A Knight’s Tale is an awesome movie on so many levels. If you haven’t had a chance to see it, I highly recommend you do. It’s about a peasant who strives to become a knight. There’s only one problem: in order to become a knight, one must be of noble birth. One of the big questions throughout the movie is whether or not someone can change their stars, basically do the impossible. But that theme doesn’t end with the movie; it also applies to us.
A few months ago, I told you about Thomas and my protest for our property tax appraisal and the review board not listening to a single piece of evidence we presented, including them dismissing the fact that we are lumped in with a gated community half a mile away even though we live outside the gate. To be quite frank, the county and the board don’t care as long as they get their funds, and listening to our evidence would result in them receiving less money from us.
A simple property appraisal protest is a common occurrence in the state of Texas. It’s free to go in front of the review board—it just takes time and energy to do it. Going beyond the board, however, is more intricate…and it involves putting down some money. It’s a gamble, for sure. We’ve never filed for binding arbitration (the next step), but this year, with the guidance of our attorney, we decided it was worth the risk.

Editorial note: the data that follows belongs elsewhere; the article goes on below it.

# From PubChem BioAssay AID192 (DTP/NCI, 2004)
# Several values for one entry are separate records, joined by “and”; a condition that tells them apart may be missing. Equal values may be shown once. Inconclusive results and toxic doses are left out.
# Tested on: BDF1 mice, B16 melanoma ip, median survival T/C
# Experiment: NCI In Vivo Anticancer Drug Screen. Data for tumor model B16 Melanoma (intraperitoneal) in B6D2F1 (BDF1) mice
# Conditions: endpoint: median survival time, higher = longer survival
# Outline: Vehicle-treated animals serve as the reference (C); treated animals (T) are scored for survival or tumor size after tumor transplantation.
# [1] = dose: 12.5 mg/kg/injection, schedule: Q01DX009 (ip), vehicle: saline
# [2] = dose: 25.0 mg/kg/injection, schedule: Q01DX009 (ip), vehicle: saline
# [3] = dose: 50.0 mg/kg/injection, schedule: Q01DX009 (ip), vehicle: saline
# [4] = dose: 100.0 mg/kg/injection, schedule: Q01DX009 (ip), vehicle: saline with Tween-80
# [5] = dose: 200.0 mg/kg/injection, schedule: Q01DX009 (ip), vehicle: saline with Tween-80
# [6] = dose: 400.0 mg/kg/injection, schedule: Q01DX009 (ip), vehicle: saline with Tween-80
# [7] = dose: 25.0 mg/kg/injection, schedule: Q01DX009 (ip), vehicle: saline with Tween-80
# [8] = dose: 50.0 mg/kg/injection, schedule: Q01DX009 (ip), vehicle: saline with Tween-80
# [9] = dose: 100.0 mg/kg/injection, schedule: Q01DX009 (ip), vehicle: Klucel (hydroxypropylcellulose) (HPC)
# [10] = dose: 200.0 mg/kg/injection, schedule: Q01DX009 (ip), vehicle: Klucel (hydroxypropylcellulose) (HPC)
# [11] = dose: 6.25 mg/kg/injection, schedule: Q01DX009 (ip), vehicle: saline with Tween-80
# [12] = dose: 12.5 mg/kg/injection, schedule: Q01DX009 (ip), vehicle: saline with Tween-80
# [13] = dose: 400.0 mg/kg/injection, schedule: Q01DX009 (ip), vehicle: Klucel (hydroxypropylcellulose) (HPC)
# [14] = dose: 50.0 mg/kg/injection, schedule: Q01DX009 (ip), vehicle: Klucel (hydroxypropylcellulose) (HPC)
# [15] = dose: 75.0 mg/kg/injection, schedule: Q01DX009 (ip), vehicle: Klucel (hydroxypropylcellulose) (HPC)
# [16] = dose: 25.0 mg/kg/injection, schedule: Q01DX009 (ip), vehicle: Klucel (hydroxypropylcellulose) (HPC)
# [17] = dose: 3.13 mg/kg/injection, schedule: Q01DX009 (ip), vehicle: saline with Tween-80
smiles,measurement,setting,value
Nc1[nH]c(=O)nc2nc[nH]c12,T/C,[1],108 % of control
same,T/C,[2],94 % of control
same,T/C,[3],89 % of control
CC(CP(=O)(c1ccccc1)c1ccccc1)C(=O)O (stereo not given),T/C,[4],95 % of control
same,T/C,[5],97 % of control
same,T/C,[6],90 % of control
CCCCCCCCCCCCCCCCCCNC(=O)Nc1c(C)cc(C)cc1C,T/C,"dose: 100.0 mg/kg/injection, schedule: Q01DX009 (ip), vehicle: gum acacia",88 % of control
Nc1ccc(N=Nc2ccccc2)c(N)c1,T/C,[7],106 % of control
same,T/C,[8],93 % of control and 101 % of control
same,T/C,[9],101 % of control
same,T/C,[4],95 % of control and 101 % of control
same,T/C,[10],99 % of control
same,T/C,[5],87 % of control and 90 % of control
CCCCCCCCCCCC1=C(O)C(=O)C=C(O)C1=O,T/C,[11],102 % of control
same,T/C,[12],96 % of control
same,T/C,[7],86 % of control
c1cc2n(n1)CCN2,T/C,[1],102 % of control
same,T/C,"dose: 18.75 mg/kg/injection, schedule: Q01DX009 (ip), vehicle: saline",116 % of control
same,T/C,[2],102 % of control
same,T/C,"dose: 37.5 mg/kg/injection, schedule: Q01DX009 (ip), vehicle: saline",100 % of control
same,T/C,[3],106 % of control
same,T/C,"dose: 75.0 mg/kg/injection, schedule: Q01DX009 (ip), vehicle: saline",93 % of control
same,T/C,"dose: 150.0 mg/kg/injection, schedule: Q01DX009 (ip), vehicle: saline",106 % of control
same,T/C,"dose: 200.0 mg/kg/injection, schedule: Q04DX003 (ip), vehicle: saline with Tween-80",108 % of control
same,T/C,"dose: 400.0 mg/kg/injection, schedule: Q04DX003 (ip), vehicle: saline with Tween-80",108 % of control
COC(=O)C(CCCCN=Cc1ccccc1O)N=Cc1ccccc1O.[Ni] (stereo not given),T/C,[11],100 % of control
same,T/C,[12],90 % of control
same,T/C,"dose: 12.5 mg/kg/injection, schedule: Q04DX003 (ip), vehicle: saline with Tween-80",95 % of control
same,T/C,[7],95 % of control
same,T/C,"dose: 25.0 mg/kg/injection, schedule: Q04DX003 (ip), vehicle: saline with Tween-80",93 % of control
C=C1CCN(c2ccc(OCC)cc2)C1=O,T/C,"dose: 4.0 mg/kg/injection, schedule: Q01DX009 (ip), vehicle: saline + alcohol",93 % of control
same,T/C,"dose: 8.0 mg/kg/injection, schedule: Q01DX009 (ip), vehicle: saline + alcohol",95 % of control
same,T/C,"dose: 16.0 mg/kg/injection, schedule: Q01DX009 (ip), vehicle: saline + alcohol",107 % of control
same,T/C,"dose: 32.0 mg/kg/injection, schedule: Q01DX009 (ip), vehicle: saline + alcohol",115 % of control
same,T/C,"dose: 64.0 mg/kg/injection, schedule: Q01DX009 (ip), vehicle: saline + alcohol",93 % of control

Once the request for arbitration is granted by the Texas Comptroller, a settlement period occurs before both sides plead their case to an arbitrator. This is to allow the property owner and county time to see if an agreement can be reached. Within days of us entering this settlement period, the county, who refused to work with us earlier in the year and listen to any of our evidence, emailed me an offer.
It wasn’t everything we were seeking, but it was a significant tax appraisal reduction and included us being separated from the nearby gated community. After consultation with our attorney, we decided to accept the offer. Yesterday, I signed the settlement agreement and emailed both the county and Comptroller the appropriate documentation. The protest (for this year, at least) is finally over, and I can breathe a sigh of relief.
Now, why am I telling you this? To show you that even when things seem impossible, don’t give up. Fight. Keep fighting. And when you fall down, get back up and take another (proverbial) swing. It is possible to change your stars—it just might take a little more elbow grease.
‘Til next time!
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